In 2006 Cadburys poisoned 37 people with Salmonella and the treasured British company was brought to it knees. Fined millions, reputation in the trash, hostile take over talk, how could it ever recover…………….
Cadbury’s response was marketing genius they ran one of the most famous adverts of the past twenty years.
[You really should watch it (below) – it’s amazing! It’s 4 and half minutes long (this link is a shorter version – but if you have the time watch the long one – it is sooooo worth it!]
The advert features no humans (Phil Collins excepted) and no chocolate, it just creates a warm positive enjoyable feeling exactly the feeling that Cadburys wants associated to their brand.
By honing down to base psychology Cadburys have distanced themselves from their Salmonella existential crisis. The advert was entirely positive, feel good and very importantly simple. Cadburys chocolate will make you feel like the advert does.
The next video….. well…. watch it then I’ll tell you….
It features the very same gorilla as in the Cadbury advert (honest!) in the now famous experiment by Simon and Chabris (2009). In the experiment the focus of the viewer is requested to be entirely on the white team passing the ball, the human brain squarely focuses on its target to the deletion of everything else.
Nearly all test subjects fail to spot the gorilla but can count accurately the number of passes of the ball, as soon as you are told of the gorilla it is 100% obvious, as gorillas always are.
Before the gorilla starred in adverts and experiments, he used to live in the jungle where he met famous primatologist (monkey expert) Diane Fosse.
The male gorilla before Fosse (and others Sigourney Weaver etc) had always been considered to be totally dominant in sexual situations with the female subservient and vulnerable.
As Matthew Syed points out in his excellent Rebel Ideas (2019) however, primatology was full of stuffy bearded men in the Charles Darwin mould who had a massive blind spot about female activity. They accepted the dominant view and importantly had no interest in challenging it creating a jaundiced perceived wisdom. Syed observes that it was not until a critical mass of female scientists entered the field that the frame of reference shifted and female gorillas were found to have agency and power, and, could select a range of sexual partners.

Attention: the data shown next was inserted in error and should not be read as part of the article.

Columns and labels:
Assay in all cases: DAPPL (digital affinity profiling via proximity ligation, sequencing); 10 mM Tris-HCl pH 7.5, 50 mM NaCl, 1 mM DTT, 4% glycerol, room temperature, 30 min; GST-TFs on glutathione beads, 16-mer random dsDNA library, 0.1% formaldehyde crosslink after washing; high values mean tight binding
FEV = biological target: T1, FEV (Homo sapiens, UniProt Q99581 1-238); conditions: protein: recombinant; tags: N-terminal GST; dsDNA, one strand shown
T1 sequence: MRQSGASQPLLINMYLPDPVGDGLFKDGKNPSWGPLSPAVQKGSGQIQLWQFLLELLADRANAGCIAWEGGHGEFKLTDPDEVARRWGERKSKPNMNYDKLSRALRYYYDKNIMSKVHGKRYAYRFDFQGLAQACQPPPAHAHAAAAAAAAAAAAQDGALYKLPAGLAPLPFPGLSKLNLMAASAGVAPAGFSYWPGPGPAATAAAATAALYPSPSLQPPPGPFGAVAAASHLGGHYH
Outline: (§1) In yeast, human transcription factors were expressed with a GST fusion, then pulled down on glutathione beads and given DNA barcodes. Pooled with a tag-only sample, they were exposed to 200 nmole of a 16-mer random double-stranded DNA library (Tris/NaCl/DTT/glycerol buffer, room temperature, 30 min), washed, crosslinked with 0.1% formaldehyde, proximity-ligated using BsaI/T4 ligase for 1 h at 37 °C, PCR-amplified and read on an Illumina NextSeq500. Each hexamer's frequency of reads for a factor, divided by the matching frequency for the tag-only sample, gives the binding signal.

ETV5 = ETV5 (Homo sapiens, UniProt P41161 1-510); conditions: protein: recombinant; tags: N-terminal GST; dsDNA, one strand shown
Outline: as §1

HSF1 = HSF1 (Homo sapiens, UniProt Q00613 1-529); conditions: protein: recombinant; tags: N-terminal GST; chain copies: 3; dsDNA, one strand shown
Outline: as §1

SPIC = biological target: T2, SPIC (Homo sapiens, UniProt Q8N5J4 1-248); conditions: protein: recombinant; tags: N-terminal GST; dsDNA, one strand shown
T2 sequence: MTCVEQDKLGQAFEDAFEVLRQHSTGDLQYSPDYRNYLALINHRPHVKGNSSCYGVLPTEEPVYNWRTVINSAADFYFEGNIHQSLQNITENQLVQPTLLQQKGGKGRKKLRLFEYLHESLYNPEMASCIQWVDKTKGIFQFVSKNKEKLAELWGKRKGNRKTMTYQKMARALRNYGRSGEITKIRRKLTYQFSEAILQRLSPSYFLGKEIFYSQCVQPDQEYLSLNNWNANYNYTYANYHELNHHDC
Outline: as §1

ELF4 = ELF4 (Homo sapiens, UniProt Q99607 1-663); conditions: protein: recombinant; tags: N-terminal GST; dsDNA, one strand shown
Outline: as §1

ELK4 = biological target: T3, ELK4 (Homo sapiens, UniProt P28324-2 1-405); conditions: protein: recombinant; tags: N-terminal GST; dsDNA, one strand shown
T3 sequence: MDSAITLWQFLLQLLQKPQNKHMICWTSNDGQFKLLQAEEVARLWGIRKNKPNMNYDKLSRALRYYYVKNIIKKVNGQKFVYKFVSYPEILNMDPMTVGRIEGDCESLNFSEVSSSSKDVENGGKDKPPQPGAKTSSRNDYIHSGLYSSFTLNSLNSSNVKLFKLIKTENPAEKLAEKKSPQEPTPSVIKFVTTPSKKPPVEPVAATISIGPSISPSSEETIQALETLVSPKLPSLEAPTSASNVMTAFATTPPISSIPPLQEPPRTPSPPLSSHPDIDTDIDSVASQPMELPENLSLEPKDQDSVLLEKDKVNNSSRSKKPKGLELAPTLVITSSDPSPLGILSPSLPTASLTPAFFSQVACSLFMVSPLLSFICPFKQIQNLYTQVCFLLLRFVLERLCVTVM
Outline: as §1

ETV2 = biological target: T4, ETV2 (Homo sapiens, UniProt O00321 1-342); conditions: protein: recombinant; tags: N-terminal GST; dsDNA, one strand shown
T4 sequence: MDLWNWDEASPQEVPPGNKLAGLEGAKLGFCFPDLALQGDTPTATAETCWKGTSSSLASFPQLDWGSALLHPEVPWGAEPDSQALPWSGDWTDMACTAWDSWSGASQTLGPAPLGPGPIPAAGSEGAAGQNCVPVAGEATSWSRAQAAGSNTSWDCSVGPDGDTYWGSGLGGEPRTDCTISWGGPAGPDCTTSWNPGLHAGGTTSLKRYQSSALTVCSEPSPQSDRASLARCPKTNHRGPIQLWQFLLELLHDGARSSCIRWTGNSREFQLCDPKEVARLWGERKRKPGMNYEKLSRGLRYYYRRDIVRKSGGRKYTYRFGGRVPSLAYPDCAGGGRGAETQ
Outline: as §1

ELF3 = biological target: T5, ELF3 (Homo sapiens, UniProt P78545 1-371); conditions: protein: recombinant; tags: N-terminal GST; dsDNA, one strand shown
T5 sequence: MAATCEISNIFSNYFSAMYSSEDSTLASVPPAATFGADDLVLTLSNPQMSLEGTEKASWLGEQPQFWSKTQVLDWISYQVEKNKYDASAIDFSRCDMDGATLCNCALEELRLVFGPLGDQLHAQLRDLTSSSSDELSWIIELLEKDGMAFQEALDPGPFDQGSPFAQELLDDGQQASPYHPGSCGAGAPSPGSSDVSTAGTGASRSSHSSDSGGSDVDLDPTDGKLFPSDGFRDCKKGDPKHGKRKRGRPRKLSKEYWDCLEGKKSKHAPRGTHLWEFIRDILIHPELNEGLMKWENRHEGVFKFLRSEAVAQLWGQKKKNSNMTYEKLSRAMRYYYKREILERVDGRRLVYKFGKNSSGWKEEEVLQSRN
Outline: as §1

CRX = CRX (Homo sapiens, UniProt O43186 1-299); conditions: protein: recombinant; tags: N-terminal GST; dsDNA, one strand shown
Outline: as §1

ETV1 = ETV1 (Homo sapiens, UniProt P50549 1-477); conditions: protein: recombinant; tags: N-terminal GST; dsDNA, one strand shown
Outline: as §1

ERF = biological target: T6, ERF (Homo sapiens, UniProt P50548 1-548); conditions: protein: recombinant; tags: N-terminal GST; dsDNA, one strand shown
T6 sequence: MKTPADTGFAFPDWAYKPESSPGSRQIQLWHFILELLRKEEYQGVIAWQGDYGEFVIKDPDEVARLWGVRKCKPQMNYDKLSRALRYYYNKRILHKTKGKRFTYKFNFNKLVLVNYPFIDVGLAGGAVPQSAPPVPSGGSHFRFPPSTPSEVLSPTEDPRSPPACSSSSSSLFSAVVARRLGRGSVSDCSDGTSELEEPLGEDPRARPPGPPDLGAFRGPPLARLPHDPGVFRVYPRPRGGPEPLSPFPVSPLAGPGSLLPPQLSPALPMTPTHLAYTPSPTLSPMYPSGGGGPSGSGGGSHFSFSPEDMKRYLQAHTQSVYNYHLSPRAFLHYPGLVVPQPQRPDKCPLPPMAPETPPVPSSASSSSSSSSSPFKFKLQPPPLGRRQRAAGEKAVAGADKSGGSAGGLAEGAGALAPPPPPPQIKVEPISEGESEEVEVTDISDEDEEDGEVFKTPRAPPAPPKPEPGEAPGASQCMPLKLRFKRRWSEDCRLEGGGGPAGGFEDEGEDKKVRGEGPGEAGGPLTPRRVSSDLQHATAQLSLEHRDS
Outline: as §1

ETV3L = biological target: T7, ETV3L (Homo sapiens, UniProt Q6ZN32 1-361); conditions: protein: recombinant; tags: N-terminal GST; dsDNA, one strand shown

The story of this gorilla I feel is useful to solution focused work as it makes clear a very important point.
“You see what you aim at”
This quote by, at times controversial, psychologist Jordan Peterson I feel holds a lot of weight for social care. The power, and indeed ‘blindness’, that can be achieved by a clear focus is both useful and dangerous.
Here are some examples –
The social worker whose main focus is the assessment rather than supporting lasting and client led change, or the family whose only focus is to seek the end to the intervention never questioning or considering possible future directions or opportunities.
Conversely the focus on one particular issue for a period of time can yield results as nobody can deal with many problems all at the same time (I’m sure many of us have all been to child protection or adult safeguarding meetings where the list of identified issues is long).
To balance this I feel as social workers we need a wide lens to be open to risky ideas that will reverse challenging situations (Cadburys), we must be brave not to fall under the cloak of perceived and dominant thinking (Dianne Fosse) and to be focused on the detail but not to miss the gorilla in the room (Simon and Chabris).
George is a Social Worker at the Connected Carers Team South Tyneside. He has been a social worker for 10 years working mainly in child protection and Early Help. He has lectured with Jamie Scorer at New College Durham, University of Sunderland and University of Northumbria in solution focused practice.
Simon and Chabris (2009) https://journals.sagepub.com/doi/10.1068/p281059
Rebel Ideas, Syed (2019) https://www.amazon.co.uk/Rebel-Ideas-Power-Diverse-Thinking/dp/1473613914